Gough Island

Country/Territory St Helena (to UK)
Area 65 km2
Altitude 0 - 900m
Priority high
Habitat loss possible
Knowledge good

General characteristics

Gough is a volcanic island lying in the middle of the South Atlantic Ocean, c.2,800 km from South Africa and 3,200 km from South America. Politically it is part of the Tristan da Cunha group (EBA 079, some 350 km to the north-west), which is a dependency of St Helena (Secondary Area s038), itself a UK Dependent Territory (see p. 302 for map).

Gough is uninhabited apart from a small meteorological station manned by South Africans. The vegetation consists of tussock grassland on the coast and up to 300 m above sea-level, fern-bush occasionally interrupted by island trees Phylica arborea to c.500 m, and wet heath to 800 m; above 600 m occur bog and swamp communities and 'feldmark' (an assemblage of dwarf, cushion-forming and crevice plants on exposed areas such as ridges) (see Wace and Holdgate 1976, Clark and Dingwall 1985, also Oldfield 1987).

Restricted-range species

Gallinula comeri and Tristan Moorhen G. nesiotis (see EBA 079) are treated here as separate species following Collar and Stuart (1985) and Cooper and Ryan (1994), contra Sibley and Monroe (1990, 1993) who considered them to be conspecific.

As well as its two endemic landbirds, there are several seabird species and subspecies which are largely confined to these islands and to Tristan when breeding, including Tristan (Wandering) Albatross Diomedea exulans dabbenena (this population is treated as a full species by Robertson and Nunn in press), Great Shearwater Puffinus gravis (mainly Tristan-Gough group) and Atlantic Petrel Pterodroma incerta (Tristan-Gough group only).

Species IUCN Category
Gough Moorhen (Gallinula comeri) VU
Gough Finch (Rowettia goughensis) CR

Important Bird Areas (IBAs)
IBA Code Site Name Country
SH008 Gough Island St Helena (to UK)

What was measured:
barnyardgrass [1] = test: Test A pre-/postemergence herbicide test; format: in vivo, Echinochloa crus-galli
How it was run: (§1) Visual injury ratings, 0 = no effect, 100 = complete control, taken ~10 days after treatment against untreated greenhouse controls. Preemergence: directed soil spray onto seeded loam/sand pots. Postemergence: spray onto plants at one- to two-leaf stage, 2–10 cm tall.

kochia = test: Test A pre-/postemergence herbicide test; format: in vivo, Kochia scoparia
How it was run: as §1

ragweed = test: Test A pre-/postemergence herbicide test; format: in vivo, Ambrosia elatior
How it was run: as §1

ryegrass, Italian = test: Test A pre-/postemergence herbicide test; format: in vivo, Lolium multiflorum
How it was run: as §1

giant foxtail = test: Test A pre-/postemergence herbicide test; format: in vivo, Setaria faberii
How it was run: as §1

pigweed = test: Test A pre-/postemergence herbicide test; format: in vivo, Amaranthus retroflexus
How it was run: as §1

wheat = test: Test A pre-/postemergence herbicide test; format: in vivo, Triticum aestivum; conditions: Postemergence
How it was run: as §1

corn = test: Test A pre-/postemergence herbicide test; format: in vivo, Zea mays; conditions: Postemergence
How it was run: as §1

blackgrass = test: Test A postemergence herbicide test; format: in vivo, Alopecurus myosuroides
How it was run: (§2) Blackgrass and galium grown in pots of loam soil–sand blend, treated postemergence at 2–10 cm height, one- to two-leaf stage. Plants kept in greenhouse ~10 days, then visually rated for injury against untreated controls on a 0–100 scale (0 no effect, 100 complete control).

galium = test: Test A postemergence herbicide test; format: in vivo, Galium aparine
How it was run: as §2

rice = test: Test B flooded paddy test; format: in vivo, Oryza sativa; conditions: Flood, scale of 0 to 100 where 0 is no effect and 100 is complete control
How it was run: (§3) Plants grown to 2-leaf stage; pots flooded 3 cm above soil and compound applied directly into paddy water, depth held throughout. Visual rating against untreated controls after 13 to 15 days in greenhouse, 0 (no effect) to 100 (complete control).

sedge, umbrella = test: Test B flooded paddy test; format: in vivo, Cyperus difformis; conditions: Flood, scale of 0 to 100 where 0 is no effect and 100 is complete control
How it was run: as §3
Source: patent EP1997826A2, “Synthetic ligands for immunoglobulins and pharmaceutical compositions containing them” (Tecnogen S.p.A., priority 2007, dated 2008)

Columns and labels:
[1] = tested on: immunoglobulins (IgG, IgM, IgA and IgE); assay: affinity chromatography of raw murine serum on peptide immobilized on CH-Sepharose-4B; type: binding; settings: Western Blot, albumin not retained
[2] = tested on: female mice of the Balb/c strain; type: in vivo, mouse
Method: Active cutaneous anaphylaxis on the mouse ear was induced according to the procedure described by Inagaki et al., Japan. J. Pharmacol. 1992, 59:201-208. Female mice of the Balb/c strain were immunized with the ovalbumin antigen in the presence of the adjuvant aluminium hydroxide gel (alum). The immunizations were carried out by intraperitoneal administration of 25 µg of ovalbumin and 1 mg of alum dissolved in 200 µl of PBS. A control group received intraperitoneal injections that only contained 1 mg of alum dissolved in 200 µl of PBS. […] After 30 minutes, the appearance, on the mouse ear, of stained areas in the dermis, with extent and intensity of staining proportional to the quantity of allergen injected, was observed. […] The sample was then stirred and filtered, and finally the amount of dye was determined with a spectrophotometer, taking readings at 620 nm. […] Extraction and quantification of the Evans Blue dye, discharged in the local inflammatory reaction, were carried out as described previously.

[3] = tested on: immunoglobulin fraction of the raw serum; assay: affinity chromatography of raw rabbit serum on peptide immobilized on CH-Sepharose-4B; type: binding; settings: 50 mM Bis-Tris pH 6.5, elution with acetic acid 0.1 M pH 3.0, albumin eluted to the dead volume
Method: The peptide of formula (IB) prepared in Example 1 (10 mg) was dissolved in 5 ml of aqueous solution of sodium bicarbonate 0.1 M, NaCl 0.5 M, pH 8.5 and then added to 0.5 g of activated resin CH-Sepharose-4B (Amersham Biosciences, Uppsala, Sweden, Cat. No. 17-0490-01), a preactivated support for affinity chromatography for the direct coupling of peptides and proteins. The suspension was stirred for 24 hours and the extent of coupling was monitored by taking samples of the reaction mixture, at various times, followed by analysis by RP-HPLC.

Threat and conservation

Gough is the largest scarcely modified cool temperate island ecosystem in the South Atlantic. House mice Mus musculus are the only introduced mammals, although goats and sheep have been introduced in the past, but are no longer present. Nevertheless, both the restricted-range bird species are considered threatened due to the risk of other alien species (especially rats) being introduced into their tiny ranges. This threat status is despite the fact of the species' numerical strength: there are up to 3,000 pairs of Gallinula comeri (Watkins and Furness 1986), though only 200 pairs of Rowettia goughensis (Collar and Stuart 1985).

Gough is internationally important for its seabird colonies comprising some 20 species (Richardson 1984, Williams 1984), including Diomedea exulans (Vulnerable, c.3,300 breeding individuals on Gough; see 'Restricted-range species', above), Pterodroma incerta (Vulnerable, some thousands of pairs; see above) and Sooty Albatross Phoebetria fusca (Near Threatened). Gough was granted World Heritage status in December 1995, only the third British site to be so recognized for its biological value.

Recommended citation
BirdLife International (2021) Endemic Bird Areas factsheet: Gough Island. Downloaded from http://www.birdlife.org on 07/12/2021.